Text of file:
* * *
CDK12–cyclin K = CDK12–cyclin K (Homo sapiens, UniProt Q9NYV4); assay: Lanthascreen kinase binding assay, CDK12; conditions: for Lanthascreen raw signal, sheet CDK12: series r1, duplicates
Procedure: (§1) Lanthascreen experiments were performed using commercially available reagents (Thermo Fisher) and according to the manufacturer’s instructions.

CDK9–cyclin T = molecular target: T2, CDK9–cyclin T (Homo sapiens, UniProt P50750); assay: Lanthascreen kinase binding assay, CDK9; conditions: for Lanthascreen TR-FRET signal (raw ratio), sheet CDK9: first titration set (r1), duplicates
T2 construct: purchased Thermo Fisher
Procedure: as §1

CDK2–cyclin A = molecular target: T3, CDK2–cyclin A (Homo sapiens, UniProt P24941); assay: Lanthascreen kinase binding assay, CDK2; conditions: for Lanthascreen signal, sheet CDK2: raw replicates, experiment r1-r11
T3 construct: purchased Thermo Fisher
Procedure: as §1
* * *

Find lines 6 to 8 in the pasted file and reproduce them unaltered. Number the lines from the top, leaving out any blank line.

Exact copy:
CDK2–cyclin A = molecular target: T3, CDK2–cyclin A (Homo sapiens, UniProt P24941); assay: Lanthascreen kinase binding assay, CDK2; conditions: for Lanthascreen signal, sheet CDK2: raw replicates, experiment r1-r11
T3 construct: purchased Thermo Fisher
Procedure: as §1